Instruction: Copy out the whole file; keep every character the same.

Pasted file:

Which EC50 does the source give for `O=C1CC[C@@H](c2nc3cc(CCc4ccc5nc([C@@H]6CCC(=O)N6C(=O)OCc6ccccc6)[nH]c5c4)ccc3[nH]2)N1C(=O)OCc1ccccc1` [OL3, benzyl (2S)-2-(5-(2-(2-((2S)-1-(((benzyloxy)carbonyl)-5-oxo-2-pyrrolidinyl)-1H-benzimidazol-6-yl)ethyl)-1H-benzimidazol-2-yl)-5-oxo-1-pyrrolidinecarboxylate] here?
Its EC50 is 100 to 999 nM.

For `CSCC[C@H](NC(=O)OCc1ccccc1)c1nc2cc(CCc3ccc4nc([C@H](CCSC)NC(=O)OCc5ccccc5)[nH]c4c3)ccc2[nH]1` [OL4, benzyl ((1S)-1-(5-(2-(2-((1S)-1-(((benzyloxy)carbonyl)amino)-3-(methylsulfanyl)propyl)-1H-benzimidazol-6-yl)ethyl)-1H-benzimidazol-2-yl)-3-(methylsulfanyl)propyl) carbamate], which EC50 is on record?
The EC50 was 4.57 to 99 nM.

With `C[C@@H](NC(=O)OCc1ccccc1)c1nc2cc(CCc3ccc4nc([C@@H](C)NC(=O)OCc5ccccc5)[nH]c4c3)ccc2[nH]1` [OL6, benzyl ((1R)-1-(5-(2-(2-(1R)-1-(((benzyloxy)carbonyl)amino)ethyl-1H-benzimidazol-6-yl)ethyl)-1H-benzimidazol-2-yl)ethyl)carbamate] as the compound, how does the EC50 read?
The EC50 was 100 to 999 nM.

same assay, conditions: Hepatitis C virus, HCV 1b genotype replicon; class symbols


Which EC50 does the source give for `O=C1CC[C@@H](c2nc3cc(CCc4ccc5nc([C@@H]6CCC(=O)N6C(=O)OCc6ccccc6)[nH]c5c4)ccc3[nH]2)N1C(=O)OCc1ccccc1` [OL3, benzyl (2S)-2-(5-(2-(2-((2S)-1-(((benzyloxy)carbonyl)-5-oxo-2-pyrrolidinyl)-1H-benzimidazol-6-yl)ethyl)-1H-benzimidazol-2-yl)-5-oxo-1-pyrrolidinecarboxylate] here?
Its EC50 is 100 to 999 nM.

For `CSCC[C@H](NC(=O)OCc1ccccc1)c1nc2cc(CCc3ccc4nc([C@H](CCSC)NC(=O)OCc5ccccc5)[nH]c4c3)ccc2[nH]1` [OL4, benzyl ((1S)-1-(5-(2-(2-((1S)-1-(((benzyloxy)carbonyl)amino)-3-(methylsulfanyl)propyl)-1H-benzimidazol-6-yl)ethyl)-1H-benzimidazol-2-yl)-3-(methylsulfanyl)propyl) carbamate], which EC50 is on record?
The EC50 was 4.57 to 99 nM.

With `C[C@@H](NC(=O)OCc1ccccc1)c1nc2cc(CCc3ccc4nc([C@@H](C)NC(=O)OCc5ccccc5)[nH]c4c3)ccc2[nH]1` [OL6, benzyl ((1R)-1-(5-(2-(2-(1R)-1-(((benzyloxy)carbonyl)amino)ethyl-1H-benzimidazol-6-yl)ethyl)-1H-benzimidazol-2-yl)ethyl)carbamate] as the compound, how does the EC50 read?
The EC50 was 100 to 999 nM.

same assay, conditions: Hepatitis C virus, HCV 1b genotype replicon; class symbols